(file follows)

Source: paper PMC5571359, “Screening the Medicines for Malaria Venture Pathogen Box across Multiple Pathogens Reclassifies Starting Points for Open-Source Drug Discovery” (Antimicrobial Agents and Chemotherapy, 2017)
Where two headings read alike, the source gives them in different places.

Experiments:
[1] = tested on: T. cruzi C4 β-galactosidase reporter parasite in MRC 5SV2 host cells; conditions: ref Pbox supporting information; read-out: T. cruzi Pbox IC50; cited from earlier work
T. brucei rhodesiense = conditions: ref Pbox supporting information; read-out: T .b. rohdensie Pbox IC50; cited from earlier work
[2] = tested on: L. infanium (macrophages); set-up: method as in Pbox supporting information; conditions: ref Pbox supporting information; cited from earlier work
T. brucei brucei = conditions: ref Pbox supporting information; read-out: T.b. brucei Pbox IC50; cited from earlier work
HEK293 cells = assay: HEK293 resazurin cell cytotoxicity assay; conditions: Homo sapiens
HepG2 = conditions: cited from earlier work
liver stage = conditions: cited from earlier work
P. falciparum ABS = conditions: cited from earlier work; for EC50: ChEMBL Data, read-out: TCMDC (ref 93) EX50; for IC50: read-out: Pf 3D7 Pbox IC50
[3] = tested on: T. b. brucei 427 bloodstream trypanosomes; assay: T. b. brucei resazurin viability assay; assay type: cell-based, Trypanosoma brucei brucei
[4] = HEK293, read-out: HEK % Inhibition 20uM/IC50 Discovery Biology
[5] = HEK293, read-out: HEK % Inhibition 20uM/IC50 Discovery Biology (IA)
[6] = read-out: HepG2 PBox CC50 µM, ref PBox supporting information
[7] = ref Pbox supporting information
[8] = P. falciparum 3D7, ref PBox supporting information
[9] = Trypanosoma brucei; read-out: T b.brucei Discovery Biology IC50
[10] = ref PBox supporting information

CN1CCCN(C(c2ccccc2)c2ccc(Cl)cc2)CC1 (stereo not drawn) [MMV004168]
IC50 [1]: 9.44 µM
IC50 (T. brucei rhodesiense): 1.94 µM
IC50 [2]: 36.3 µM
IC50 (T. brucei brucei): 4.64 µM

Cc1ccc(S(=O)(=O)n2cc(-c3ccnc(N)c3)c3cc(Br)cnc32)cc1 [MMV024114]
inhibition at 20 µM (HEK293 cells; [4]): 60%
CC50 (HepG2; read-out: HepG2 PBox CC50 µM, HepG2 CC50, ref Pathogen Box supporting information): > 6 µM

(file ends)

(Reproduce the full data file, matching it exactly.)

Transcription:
Source: paper PMC5571359, “Screening the Medicines for Malaria Venture Pathogen Box across Multiple Pathogens Reclassifies Starting Points for Open-Source Drug Discovery” (Antimicrobial Agents and Chemotherapy, 2017)
Where two headings read alike, the source gives them in different places.

Experiments:
[1] = tested on: T. cruzi C4 β-galactosidase reporter parasite in MRC 5SV2 host cells; conditions: ref Pbox supporting information; read-out: T. cruzi Pbox IC50; cited from earlier work
T. brucei rhodesiense = conditions: ref Pbox supporting information; read-out: T .b. rohdensie Pbox IC50; cited from earlier work
[2] = tested on: L. infanium (macrophages); set-up: method as in Pbox supporting information; conditions: ref Pbox supporting information; cited from earlier work
T. brucei brucei = conditions: ref Pbox supporting information; read-out: T.b. brucei Pbox IC50; cited from earlier work
HEK293 cells = assay: HEK293 resazurin cell cytotoxicity assay; conditions: Homo sapiens
HepG2 = conditions: cited from earlier work
liver stage = conditions: cited from earlier work
P. falciparum ABS = conditions: cited from earlier work; for EC50: ChEMBL Data, read-out: TCMDC (ref 93) EX50; for IC50: read-out: Pf 3D7 Pbox IC50
[3] = tested on: T. b. brucei 427 bloodstream trypanosomes; assay: T. b. brucei resazurin viability assay; assay type: cell-based, Trypanosoma brucei brucei
[4] = HEK293, read-out: HEK % Inhibition 20uM/IC50 Discovery Biology
[5] = HEK293, read-out: HEK % Inhibition 20uM/IC50 Discovery Biology (IA)
[6] = read-out: HepG2 PBox CC50 µM, ref PBox supporting information
[7] = ref Pbox supporting information
[8] = P. falciparum 3D7, ref PBox supporting information
[9] = Trypanosoma brucei; read-out: T b.brucei Discovery Biology IC50
[10] = ref PBox supporting information

CN1CCCN(C(c2ccccc2)c2ccc(Cl)cc2)CC1 (stereo not drawn) [MMV004168]
IC50 [1]: 9.44 µM
IC50 (T. brucei rhodesiense): 1.94 µM
IC50 [2]: 36.3 µM
IC50 (T. brucei brucei): 4.64 µM

Cc1ccc(S(=O)(=O)n2cc(-c3ccnc(N)c3)c3cc(Br)cnc32)cc1 [MMV024114]
inhibition at 20 µM (HEK293 cells; [4]): 60%
CC50 (HepG2; read-out: HepG2 PBox CC50 µM, HepG2 CC50, ref Pathogen Box supporting information): > 6 µM